Next video:
Loading the player...

The marginal rate of substitution is used to determine how much of one good a consumer will give up to obtain extra units of another good while remaining equally satisfied.

To see how the marginal rate of substitution works, plot it on a graph using an indifference curve. An indifference curve is a curved like the outer side of a sphere. It reveals all the combinations of two goods you can own that will provide equal levels of satisfaction.

For example, you’re planning a big summer barbecue and you have 20 pounds of hot dogs and 10 pounds of hamburgers. You plot the hot dogs on the Y-axis and the hamburgers on the X-axis.

How many pounds of hot dogs would you be willing to give up to obtain three extra pounds of hamburgers, and remain equally satisfied?

If you change the hamburgers to 13 pounds, the number of hot dogs along the indifference curve will fall to 15. That combination of 15 pounds of hot dogs and 13 pounds of hamburgers would provide you the same satisfaction as owning 20 pounds of hot dogs and 10 pounds of hamburgers.

Mathematically, the formula looks like this:

At this point on the indifference curve, you’re willing to give up 1.6 pounds of hot dogs to obtain an extra pound of hamburgers.

As other points are plotted along the indifference curve, the marginal rate of substitution changes correspondingly.

Related Articles
  1. Insights

    What is a Complement?

    A good or service that’s used in conjunction with another good or service is a complement.
  2. Investing

    Burger King's New Hot Dogs:Vertical Integration Genius

    Burger King is moving beyond burgers into hot dogs. Here is why this is a smart move.
  3. Investing

    Barking Up The Dogs Of The Dow Tree

    One well-known and successful strategy for cashing in on dividends is the Dogs of the Dow. Here's what you need to know about them.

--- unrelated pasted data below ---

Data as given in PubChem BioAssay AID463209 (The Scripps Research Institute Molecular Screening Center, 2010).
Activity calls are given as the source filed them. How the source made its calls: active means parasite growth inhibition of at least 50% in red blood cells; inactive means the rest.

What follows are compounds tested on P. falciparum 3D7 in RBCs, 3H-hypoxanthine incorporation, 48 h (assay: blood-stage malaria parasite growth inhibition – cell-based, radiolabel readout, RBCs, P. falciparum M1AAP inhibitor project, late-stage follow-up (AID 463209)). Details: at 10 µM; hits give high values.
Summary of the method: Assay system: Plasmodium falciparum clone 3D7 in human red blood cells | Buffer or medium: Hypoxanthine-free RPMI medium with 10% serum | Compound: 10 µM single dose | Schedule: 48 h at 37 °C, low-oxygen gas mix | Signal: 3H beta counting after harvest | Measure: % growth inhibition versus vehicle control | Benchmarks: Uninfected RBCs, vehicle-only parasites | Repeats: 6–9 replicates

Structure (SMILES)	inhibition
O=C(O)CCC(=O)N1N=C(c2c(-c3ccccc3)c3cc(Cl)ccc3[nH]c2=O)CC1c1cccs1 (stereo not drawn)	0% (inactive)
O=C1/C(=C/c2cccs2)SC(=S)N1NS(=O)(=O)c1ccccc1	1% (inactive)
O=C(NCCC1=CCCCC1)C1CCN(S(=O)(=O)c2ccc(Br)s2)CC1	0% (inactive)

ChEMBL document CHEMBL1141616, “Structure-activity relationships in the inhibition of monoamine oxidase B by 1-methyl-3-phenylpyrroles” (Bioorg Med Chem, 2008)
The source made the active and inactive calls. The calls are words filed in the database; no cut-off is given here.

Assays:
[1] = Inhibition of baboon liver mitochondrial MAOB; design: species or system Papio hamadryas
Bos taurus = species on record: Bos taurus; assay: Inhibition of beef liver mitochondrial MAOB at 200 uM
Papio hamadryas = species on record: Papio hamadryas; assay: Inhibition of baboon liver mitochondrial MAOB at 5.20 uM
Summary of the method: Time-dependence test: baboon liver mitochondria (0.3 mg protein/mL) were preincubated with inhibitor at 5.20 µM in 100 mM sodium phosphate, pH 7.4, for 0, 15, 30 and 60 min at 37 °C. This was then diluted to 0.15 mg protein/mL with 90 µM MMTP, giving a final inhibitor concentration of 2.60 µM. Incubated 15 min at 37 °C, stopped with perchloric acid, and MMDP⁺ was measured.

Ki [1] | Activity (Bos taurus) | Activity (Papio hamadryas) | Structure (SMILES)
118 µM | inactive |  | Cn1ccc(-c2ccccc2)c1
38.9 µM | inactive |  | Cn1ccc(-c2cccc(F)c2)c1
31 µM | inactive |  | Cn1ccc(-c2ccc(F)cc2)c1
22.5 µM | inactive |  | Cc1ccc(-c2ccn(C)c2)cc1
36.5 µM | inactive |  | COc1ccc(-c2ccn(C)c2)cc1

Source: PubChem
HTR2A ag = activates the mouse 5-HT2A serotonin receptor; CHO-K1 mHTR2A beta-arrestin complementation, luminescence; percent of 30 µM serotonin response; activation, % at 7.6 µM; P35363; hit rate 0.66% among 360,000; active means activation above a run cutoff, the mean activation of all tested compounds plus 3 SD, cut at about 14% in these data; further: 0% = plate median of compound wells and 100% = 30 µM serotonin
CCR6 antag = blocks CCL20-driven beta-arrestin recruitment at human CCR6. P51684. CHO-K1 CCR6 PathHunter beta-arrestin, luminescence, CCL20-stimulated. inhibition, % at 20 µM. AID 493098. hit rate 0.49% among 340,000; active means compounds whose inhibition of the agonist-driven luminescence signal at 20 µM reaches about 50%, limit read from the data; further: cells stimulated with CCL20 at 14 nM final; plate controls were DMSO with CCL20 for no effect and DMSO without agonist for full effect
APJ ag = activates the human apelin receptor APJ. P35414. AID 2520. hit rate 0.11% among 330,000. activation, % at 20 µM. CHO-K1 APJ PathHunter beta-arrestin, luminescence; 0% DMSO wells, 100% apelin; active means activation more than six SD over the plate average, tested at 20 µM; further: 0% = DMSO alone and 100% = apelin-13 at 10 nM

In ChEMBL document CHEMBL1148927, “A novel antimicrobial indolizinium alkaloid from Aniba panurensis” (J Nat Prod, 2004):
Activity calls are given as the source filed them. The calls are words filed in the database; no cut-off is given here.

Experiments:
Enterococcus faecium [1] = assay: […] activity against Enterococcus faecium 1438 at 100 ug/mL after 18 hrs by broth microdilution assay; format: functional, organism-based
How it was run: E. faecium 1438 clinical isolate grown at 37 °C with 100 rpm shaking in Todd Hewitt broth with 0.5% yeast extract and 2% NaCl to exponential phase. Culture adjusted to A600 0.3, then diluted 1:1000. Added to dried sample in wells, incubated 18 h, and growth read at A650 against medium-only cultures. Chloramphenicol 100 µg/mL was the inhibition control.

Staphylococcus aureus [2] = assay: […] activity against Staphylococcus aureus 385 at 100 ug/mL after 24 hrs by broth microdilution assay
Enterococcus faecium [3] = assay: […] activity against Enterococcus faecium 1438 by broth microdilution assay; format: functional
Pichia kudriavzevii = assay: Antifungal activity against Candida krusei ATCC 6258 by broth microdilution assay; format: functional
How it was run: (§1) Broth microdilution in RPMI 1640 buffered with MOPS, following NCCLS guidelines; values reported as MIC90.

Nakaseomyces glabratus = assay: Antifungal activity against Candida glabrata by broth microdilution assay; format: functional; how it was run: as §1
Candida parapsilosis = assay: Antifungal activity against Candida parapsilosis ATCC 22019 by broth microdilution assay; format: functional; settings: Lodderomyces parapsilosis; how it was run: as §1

4. Investing

    Don't Dump On The Dogs

    Just because a stock is in a slump doesn't mean it's time to sell. Some value managers make a living by investing in "dogs."
  5. Investing

    Dogs of the Dow for 2017

    With all eyes focused on the Dow's recent rally, there is one investment strategy that couldn't care less.
  6. Investing

    What's a Substitute?

    A substitute is a good that satisfies the same needs as another.
  7. Investing

    Yield Curve

    Learn more about how this curve is used to predict changes in economic output and growth.
  8. Investing

    What's a Dog and Pony Show?

    A dog and pony show is a presentation that markets new securities as an initial public offering, or securities on a secondary basis.
  9. Investing

    Trade Bond ETFs Using Yield Curves

    Different types of yield curves provide important insights for trading bond-based securities.
Hot Definitions
  1. Ex-Dividend

    A classification of trading shares when a declared dividend belongs to the seller rather than the buyer. A stock will be ...
  2. Debt Security

    Any debt instrument that can be bought or sold between two parties and has basic terms defined, such as notional amount (amount ...
  3. Taxable Income

    Taxable income is described as gross income or adjusted gross income minus any deductions, exemptions or other adjustments ...
  4. Chartered Financial Analyst - CFA

    A professional designation given by the CFA Institute (formerly AIMR) that measures the competence and integrity of financial ...
  5. Initial Coin Offering (ICO)

    An Initial Coin Offering (ICO) is an unregulated means by which funds are raised for a new cryptocurrency venture.
  6. The Bernie Madoff Story

    Bernie Madoff ran a multibillion-dollar Ponzi scheme that is considered the largest financial fraud of all time.
Trading Center